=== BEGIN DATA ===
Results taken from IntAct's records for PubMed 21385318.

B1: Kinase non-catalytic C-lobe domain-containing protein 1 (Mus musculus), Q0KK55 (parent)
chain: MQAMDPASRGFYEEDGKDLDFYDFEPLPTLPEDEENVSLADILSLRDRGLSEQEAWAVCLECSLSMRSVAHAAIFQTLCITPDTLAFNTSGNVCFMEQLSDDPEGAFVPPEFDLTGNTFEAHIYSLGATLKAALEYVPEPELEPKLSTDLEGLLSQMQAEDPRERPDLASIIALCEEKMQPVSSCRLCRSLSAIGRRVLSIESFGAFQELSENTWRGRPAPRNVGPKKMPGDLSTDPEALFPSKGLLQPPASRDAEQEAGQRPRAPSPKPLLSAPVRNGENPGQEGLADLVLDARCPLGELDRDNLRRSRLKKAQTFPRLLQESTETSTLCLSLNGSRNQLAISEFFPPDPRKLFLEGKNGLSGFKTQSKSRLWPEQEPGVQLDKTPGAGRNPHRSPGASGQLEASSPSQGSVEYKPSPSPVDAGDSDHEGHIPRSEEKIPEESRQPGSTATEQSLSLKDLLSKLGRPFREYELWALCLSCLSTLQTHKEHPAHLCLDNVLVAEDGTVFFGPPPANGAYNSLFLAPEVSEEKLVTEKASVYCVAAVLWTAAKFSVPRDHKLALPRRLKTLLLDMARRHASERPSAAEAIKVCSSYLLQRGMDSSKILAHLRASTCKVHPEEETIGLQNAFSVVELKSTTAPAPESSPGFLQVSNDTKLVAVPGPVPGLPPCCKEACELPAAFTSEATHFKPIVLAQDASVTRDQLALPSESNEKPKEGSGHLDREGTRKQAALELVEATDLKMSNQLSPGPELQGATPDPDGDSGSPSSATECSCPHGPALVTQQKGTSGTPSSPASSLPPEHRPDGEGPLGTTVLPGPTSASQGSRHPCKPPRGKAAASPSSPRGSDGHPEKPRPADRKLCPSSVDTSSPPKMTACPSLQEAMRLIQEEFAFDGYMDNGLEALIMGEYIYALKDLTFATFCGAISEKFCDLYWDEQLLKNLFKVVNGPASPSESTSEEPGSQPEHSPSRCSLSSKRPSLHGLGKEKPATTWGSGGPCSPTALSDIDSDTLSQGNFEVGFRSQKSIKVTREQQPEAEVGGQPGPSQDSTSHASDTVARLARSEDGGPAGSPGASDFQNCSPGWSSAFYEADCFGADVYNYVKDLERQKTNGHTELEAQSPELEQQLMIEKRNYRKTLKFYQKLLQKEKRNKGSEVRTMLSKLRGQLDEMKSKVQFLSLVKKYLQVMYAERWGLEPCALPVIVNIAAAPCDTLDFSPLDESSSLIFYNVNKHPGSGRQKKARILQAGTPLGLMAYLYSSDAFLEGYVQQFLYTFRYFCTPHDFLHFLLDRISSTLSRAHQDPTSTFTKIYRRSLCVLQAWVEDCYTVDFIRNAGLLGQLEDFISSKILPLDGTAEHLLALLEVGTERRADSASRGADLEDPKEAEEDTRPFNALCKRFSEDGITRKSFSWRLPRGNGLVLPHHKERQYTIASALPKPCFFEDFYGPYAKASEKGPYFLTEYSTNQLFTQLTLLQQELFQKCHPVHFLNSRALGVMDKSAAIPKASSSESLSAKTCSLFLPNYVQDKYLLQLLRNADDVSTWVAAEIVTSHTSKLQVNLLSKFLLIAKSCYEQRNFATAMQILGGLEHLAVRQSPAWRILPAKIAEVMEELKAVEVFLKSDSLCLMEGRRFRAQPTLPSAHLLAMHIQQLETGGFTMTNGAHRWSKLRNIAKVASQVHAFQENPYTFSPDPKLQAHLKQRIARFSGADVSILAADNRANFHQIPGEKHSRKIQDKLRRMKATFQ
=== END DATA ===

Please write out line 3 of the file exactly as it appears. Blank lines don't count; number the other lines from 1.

chain: MQAMDPASRGFYEEDGKDLDFYDFEPLPTLPEDEENVSLADILSLRDRGLSEQEAWAVCLECSLSMRSVAHAAIFQTLCITPDTLAFNTSGNVCFMEQLSDDPEGAFVPPEFDLTGNTFEAHIYSLGATLKAALEYVPEPELEPKLSTDLEGLLSQMQAEDPRERPDLASIIALCEEKMQPVSSCRLCRSLSAIGRRVLSIESFGAFQELSENTWRGRPAPRNVGPKKMPGDLSTDPEALFPSKGLLQPPASRDAEQEAGQRPRAPSPKPLLSAPVRNGENPGQEGLADLVLDARCPLGELDRDNLRRSRLKKAQTFPRLLQESTETSTLCLSLNGSRNQLAISEFFPPDPRKLFLEGKNGLSGFKTQSKSRLWPEQEPGVQLDKTPGAGRNPHRSPGASGQLEASSPSQGSVEYKPSPSPVDAGDSDHEGHIPRSEEKIPEESRQPGSTATEQSLSLKDLLSKLGRPFREYELWALCLSCLSTLQTHKEHPAHLCLDNVLVAEDGTVFFGPPPANGAYNSLFLAPEVSEEKLVTEKASVYCVAAVLWTAAKFSVPRDHKLALPRRLKTLLLDMARRHASERPSAAEAIKVCSSYLLQRGMDSSKILAHLRASTCKVHPEEETIGLQNAFSVVELKSTTAPAPESSPGFLQVSNDTKLVAVPGPVPGLPPCCKEACELPAAFTSEATHFKPIVLAQDASVTRDQLALPSESNEKPKEGSGHLDREGTRKQAALELVEATDLKMSNQLSPGPELQGATPDPDGDSGSPSSATECSCPHGPALVTQQKGTSGTPSSPASSLPPEHRPDGEGPLGTTVLPGPTSASQGSRHPCKPPRGKAAASPSSPRGSDGHPEKPRPADRKLCPSSVDTSSPPKMTACPSLQEAMRLIQEEFAFDGYMDNGLEALIMGEYIYALKDLTFATFCGAISEKFCDLYWDEQLLKNLFKVVNGPASPSESTSEEPGSQPEHSPSRCSLSSKRPSLHGLGKEKPATTWGSGGPCSPTALSDIDSDTLSQGNFEVGFRSQKSIKVTREQQPEAEVGGQPGPSQDSTSHASDTVARLARSEDGGPAGSPGASDFQNCSPGWSSAFYEADCFGADVYNYVKDLERQKTNGHTELEAQSPELEQQLMIEKRNYRKTLKFYQKLLQKEKRNKGSEVRTMLSKLRGQLDEMKSKVQFLSLVKKYLQVMYAERWGLEPCALPVIVNIAAAPCDTLDFSPLDESSSLIFYNVNKHPGSGRQKKARILQAGTPLGLMAYLYSSDAFLEGYVQQFLYTFRYFCTPHDFLHFLLDRISSTLSRAHQDPTSTFTKIYRRSLCVLQAWVEDCYTVDFIRNAGLLGQLEDFISSKILPLDGTAEHLLALLEVGTERRADSASRGADLEDPKEAEEDTRPFNALCKRFSEDGITRKSFSWRLPRGNGLVLPHHKERQYTIASALPKPCFFEDFYGPYAKASEKGPYFLTEYSTNQLFTQLTLLQQELFQKCHPVHFLNSRALGVMDKSAAIPKASSSESLSAKTCSLFLPNYVQDKYLLQLLRNADDVSTWVAAEIVTSHTSKLQVNLLSKFLLIAKSCYEQRNFATAMQILGGLEHLAVRQSPAWRILPAKIAEVMEELKAVEVFLKSDSLCLMEGRRFRAQPTLPSAHLLAMHIQQLETGGFTMTNGAHRWSKLRNIAKVASQVHAFQENPYTFSPDPKLQAHLKQRIARFSGADVSILAADNRANFHQIPGEKHSRKIQDKLRRMKATFQ